03 April 2011

No Junk Mail


For years we lived with a 'no junk mail' sticker on the letterbox. And then we moved house. I can still see the sheer joy on Hannah's little 7-year-old face as she came racing in, shouting with glee that "we have junk mail Mum!"  Those few catalogues made her day. She loved them and she still has a deep love of junk mail.

Every Wednesday night she waits by the loungeroom window, watching for the junk mail and local paper to be delivered. Then she's out the door in a flash, getting her beloved catalogues out of the letterbox and carefully carrying them inside.

There is a certain ritual to reading the junk mail. The kitchen bench has to be cleared off and the catalogues are neatly stacked. She goes through each one, putting aside any that have something she thinks we may need or be interested in. Once she's read them she comes and sits next to me and carefully explains about the bargains she's found.

Over the years she has become quite the bargain shopper. Mind you she's had lots of practice, we've been doing this Cheapskates thing since she was a tiny baby. I don't think we've paid RRP for anything other than food in her lifetime.

But enough is enough. The supermarket catalogues don't have real food on special. There are plenty of biscuits and chips and soft drinks, and lots of expensive, sugary cereals. Each week there will usually be one or two of the more expensive shampoos on sale.  There may be one or two meat items, and a couple of fruits and perhaps some veggies, but not much else that we buy.

You see the problem is we don't buy very many processed foods.  We don't buy pre-prepared foods. We skip the junk food and soft drink aisles completely. We don't buy expensive toiletries (at least not from the supermarkets) and we don't buy packaged cleaning products.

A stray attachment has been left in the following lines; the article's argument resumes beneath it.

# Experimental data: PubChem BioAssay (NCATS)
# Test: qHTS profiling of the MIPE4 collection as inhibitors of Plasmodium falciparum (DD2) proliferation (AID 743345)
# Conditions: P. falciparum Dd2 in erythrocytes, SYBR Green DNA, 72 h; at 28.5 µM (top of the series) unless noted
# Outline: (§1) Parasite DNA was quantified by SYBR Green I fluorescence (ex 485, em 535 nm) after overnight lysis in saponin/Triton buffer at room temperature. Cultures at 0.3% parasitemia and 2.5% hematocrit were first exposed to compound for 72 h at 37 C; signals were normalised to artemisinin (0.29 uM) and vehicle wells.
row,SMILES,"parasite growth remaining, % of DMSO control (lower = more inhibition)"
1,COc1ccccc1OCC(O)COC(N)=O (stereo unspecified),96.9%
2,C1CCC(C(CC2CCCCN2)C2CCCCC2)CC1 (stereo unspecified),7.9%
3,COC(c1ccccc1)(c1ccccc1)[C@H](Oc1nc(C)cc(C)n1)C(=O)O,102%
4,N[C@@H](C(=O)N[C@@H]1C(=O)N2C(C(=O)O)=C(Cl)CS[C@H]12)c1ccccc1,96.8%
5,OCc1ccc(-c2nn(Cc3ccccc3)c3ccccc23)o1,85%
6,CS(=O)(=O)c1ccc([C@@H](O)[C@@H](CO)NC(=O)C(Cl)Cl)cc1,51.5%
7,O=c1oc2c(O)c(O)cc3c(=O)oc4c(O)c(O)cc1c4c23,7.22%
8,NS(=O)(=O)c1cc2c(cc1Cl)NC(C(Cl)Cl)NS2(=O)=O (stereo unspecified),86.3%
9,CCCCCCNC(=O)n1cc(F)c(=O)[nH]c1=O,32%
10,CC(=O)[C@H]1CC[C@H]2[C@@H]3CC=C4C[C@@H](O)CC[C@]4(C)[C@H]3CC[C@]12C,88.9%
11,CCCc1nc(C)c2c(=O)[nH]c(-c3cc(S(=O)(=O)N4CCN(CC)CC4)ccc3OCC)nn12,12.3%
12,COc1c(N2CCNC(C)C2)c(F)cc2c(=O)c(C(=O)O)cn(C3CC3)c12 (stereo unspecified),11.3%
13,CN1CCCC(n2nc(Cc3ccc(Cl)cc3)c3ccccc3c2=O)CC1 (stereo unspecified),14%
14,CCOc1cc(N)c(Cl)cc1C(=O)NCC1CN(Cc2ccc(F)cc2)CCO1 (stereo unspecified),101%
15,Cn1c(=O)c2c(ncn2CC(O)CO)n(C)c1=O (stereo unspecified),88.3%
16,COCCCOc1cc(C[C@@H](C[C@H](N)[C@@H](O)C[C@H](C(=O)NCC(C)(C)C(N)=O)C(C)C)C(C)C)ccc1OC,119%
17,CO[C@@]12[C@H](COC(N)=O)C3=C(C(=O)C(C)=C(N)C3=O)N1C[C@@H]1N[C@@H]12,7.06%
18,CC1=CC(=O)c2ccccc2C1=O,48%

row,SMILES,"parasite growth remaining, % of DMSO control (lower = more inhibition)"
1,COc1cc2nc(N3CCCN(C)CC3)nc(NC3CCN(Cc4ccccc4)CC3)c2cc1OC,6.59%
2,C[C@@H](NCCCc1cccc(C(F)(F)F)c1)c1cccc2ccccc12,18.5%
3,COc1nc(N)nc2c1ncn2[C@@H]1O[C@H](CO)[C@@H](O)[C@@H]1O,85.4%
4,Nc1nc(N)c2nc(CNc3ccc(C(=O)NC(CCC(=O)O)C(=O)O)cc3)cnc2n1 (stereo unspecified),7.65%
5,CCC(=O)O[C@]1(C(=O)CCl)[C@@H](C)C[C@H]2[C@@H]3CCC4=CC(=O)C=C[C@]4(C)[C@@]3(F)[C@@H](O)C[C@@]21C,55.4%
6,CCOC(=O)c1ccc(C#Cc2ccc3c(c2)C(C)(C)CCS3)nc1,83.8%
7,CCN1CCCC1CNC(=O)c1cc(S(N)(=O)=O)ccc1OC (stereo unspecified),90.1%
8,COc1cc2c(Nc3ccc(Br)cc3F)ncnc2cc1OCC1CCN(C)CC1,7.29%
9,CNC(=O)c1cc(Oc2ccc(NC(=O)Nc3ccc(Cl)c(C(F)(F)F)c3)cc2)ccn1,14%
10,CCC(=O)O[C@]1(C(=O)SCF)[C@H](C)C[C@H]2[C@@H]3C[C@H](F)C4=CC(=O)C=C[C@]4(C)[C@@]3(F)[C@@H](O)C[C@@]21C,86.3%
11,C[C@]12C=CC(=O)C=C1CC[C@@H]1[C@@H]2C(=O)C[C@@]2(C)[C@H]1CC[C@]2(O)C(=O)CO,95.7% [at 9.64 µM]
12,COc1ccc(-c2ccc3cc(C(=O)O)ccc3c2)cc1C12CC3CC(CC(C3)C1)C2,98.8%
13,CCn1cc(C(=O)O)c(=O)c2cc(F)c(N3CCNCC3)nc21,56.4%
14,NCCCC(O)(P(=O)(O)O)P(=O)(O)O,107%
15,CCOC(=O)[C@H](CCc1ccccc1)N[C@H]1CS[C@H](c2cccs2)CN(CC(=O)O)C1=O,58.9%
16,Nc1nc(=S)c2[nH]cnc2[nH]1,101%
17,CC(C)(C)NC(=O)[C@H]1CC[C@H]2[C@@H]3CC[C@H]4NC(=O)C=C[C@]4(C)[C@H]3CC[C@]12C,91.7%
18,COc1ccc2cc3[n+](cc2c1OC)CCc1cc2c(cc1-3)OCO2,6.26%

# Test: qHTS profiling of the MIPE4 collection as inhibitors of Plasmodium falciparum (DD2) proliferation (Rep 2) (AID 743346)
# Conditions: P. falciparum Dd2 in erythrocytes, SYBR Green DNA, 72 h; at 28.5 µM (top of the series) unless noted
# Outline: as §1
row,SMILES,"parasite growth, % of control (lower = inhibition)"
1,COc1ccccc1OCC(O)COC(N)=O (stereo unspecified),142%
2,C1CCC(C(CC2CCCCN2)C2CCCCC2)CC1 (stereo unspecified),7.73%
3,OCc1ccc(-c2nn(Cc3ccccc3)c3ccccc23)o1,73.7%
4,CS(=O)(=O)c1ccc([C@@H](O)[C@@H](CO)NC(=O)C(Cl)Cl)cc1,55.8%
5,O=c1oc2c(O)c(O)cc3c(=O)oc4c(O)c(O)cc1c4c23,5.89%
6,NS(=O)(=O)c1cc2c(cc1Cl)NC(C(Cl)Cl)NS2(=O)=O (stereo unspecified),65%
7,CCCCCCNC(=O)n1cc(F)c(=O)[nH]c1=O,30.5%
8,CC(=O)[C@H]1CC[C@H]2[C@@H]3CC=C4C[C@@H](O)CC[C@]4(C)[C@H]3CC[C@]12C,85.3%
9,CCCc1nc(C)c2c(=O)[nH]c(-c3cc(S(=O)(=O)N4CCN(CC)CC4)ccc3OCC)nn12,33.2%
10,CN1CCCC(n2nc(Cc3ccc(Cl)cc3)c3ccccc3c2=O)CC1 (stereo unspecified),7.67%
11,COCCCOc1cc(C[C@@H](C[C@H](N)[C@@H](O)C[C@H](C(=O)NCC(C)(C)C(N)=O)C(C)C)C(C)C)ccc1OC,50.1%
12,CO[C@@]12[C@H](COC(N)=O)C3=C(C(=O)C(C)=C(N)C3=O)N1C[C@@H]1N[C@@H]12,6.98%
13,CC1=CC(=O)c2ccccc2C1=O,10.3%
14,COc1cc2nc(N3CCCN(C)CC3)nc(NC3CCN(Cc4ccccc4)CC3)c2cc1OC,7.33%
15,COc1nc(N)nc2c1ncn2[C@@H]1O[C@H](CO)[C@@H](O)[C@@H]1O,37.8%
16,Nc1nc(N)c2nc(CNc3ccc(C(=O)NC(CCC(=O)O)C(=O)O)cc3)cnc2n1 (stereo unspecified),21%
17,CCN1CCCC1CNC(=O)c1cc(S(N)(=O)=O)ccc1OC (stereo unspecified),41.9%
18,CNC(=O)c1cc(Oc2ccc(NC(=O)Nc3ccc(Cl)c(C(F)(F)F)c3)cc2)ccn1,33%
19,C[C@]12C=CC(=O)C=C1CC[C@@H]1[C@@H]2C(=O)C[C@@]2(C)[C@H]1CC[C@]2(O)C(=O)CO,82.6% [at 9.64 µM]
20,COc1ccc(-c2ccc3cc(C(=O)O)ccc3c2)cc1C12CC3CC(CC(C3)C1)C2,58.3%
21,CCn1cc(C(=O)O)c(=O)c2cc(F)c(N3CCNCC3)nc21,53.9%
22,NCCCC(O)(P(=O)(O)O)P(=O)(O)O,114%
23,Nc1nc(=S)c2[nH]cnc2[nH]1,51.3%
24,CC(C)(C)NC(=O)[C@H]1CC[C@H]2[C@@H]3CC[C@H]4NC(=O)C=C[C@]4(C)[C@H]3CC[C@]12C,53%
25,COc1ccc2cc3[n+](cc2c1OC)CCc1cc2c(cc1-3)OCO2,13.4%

Instead I look for the raw ingredients: flour, sugar, oil, eggs, milk, cheese, herbs and spices, rolled oats, fresh meat and produce for our meals.  I only pick up three things in the cleaning aisle: borax, laundry soap and washing soda.  I ignore the laundry detergents and fabric softeners. Our toiletries are many and varied and come from Avon, the local chemist, discount department stores, factory outlets, warehouse sales, just about anywhere other than the supermarket.

These brochures are filled with specials - for things that are mostly  wants, not needs. It's no wonder Australians spend so much on groceries when so many non-grocery items are marketed to us as groceries. After all if they're available at the supermarket then they must be groceries right?

I watched a mother (I knew she was a mother because the two boys with her called her Mum) go through the checkout in front of me last night. Her bill came to $212.37 and she didn't even blink. But I'll lay odds she'll be back before next weekend because the trolley was full of big packets of chips, 6 packets of biscuits, 2 bottles of cordial, I don't know how many bottles of soft drink and 2 boxes of cereal. There were only a couple of packages of meat, 2 bottles of milk and some veggies, no fruit at all. The rest of the trolley was washing powder and bottles of cleaning products.

I wanted to tap her on the shoulder and help her throw back the rubbish. She was wasting her money and not doing her family any good while doing it. I wondered if she had heard of Cheapskates or the $300 a month grocery challenge. I wondered if she even thought about how much she was spending or ever thought about how she could halve that bill and feed her family good food.

You'll beat the supermarkets at their own game if you make your meal plan and shopping list and stick to it. You can use the junk mail to see if anything on your list is on sale, if it is make a note to buy it from that supermarket. Ignore the rest, if it's not on your list you are not going to buy it.

Go on, I dare you.

Try ignoring the junk mail this week and see how you feel. Note the difference in your shopping bill. See how easy it is to stick to your meal plan and shopping list when you ignore the junk mail.

It's really easy to do and the results are amazing.  Come back and let me know how you go, you can leave your comments below. I'll be waiting to hear from you.

1 comment:

  1. better still look at catalogues online no more paper ones ,the cutting down trees for our catalogues and papers this needs to stop as well no good being a cheapskate which I am proudly one when we not looking after our precious environment we should be promoting palm free products unless there sustainable

    ReplyDelete

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